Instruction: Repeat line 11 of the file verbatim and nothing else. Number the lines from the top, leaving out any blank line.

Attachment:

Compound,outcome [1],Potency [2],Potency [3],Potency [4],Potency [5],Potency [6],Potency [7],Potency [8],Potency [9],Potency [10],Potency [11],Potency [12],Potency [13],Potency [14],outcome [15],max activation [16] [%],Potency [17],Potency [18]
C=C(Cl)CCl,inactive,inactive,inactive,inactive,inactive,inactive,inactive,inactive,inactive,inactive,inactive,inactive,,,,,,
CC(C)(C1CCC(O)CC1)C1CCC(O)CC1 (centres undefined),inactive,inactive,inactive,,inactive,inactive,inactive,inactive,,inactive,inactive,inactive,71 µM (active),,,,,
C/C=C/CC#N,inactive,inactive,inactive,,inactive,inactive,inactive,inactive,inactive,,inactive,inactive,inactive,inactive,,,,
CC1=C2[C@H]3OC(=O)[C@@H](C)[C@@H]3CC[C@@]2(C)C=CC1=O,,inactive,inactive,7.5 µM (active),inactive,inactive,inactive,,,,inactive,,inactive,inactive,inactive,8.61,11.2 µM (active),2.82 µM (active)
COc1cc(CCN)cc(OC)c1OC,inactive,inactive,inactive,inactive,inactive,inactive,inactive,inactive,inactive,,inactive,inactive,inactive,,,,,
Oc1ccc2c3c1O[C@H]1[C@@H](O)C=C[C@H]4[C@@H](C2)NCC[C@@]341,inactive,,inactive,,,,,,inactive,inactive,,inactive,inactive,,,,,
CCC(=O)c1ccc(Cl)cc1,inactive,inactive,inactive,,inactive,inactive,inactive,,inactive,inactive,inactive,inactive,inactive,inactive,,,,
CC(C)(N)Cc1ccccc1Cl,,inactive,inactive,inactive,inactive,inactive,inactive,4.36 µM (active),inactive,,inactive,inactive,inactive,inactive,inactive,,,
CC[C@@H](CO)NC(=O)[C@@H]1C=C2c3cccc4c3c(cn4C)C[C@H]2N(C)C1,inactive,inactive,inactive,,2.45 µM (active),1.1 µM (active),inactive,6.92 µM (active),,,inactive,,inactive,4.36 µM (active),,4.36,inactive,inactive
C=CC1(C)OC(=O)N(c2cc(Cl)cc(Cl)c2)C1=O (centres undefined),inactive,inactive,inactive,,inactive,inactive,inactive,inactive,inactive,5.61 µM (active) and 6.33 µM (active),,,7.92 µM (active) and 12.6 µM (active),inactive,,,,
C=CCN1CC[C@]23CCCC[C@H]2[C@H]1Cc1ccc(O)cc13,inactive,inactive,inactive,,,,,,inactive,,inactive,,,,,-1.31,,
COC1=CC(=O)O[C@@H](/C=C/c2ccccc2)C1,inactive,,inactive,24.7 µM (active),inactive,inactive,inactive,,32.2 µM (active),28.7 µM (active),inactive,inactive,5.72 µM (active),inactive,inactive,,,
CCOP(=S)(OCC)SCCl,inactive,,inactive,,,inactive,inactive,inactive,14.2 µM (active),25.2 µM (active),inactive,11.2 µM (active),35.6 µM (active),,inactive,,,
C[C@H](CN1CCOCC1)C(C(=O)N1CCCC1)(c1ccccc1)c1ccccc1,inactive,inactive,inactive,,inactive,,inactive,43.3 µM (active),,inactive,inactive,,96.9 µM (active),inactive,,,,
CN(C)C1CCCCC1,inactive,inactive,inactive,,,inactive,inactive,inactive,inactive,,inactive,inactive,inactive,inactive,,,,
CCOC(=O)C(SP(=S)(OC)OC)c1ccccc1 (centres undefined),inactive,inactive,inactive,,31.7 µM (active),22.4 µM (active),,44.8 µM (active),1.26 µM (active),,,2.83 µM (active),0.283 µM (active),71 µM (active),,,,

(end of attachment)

C=CC1(C)OC(=O)N(c2cc(Cl)cc(Cl)c2)C1=O (centres undefined),inactive,inactive,inactive,,inactive,inactive,inactive,inactive,inactive,5.61 µM (active) and 6.33 µM (active),,,7.92 µM (active) and 12.6 µM (active),inactive,,,,